So now what? You may only see the broken hearted woman who has lost both of her children to an awful and rare disease. But I hope you can see past that and really see a strong and faith filled woman who has been blessed with the best two gifts in the entire world. While I will live the rest of my days wishing Matthew and Andrew were still here with me, I will also live knowing that their short lives were not in vain and that I have a lot of work to be done in their honor and on their behalf. Living in the hospital the last 33 months, caring for my sick children and standing by as they passed from this life into the next was the most difficult thing I will ever do. So at this point-it’s all downhill. I can and will do anything I set my mind to in their memory to make them proud of me. They gave me the ultimate gift-part of themselves, memories to fill my heart and mind with joy and nothing can or will ever take that away. I will use that as my fuel to go forward and do good in their name. Now I urge you to go forward and give those same gifts of yourself to those who care and love you. I promise those are the things that they really want anyway. Kahlil Gibran said, “You give but little when you give of your possessions. It is when you give of yourself that you truly give.
Speech Given by Justin (Matthew’s Dad) at Matthew’s Service
Thank you so much for coming. It means a lot to us that you’re here. Can you believe I was up here just five short months ago? After Andrew’s service many people asked me how was I able to stand up here and speak. My response was, “It was easy. Once I got up here, I realized I had a captive audience and I got to speak about my favorite topic in the whole wide world – my son.” Well, once again I’m up here and I get to talk about my favorite topic, my son Matthew Austin Akin.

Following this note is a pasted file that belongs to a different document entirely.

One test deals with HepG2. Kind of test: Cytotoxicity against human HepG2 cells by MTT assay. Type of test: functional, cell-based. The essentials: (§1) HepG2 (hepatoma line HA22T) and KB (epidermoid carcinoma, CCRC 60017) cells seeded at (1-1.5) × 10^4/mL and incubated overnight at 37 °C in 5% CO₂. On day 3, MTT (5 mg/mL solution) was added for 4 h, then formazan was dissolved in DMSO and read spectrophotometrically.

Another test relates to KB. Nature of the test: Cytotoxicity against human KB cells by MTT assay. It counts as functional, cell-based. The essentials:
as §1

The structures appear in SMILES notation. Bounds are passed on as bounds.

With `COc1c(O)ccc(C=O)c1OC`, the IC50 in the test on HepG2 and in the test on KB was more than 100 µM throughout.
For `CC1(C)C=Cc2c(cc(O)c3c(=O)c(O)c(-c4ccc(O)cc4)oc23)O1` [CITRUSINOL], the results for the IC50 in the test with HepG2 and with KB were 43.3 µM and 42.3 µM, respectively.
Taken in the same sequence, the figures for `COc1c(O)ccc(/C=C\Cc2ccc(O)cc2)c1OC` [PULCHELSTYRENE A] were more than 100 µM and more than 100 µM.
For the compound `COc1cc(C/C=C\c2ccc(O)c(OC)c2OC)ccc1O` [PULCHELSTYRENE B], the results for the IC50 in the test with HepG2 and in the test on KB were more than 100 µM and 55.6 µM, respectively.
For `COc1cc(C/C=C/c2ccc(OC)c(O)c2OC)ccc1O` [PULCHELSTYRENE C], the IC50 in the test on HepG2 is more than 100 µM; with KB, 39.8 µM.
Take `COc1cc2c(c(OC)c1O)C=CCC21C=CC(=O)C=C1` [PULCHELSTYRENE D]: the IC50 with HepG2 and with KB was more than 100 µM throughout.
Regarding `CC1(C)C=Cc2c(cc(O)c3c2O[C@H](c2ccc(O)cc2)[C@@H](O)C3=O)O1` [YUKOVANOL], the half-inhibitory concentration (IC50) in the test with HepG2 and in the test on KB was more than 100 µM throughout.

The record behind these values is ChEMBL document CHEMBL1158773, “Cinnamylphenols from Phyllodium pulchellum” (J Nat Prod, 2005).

But before I start, I want to thank my father-in-law whom I work for. For thirty-three months as my sons were going through four bone marrow transplants I was with them. I had the flexibility in my job to come and go as I pleased with no questions asked. That allowed me to be there for my sons and for my wife. In Cincinnati, I was one of the few men on the transplant floor. The rest of them were all back home at work. Without that opportunity, I wouldn’t have known Andrew nearly as well as I did and wouldn’t have gotten to spend such amazing quality time with Matthew. Vince, thank you from the bottom of my heart. So what can I tell you about Matthew? Well, I can tell you that he changed my life forever. You might think you know happiness before you have children but once the first child comes you realize just how wrong you were. When Matthew was born on October 27, 2004 my heart was filled with a love that I had never felt before. This little boy whom Kristin and I had brought into this world was simply amazing! As Matthew started to grow so did the love in my heart. From the toddler that he once was to the little man he turned into, I always wanted to show him off to everyone. I was so proud of this little boy who was so polite, fearless, easy going and full of life.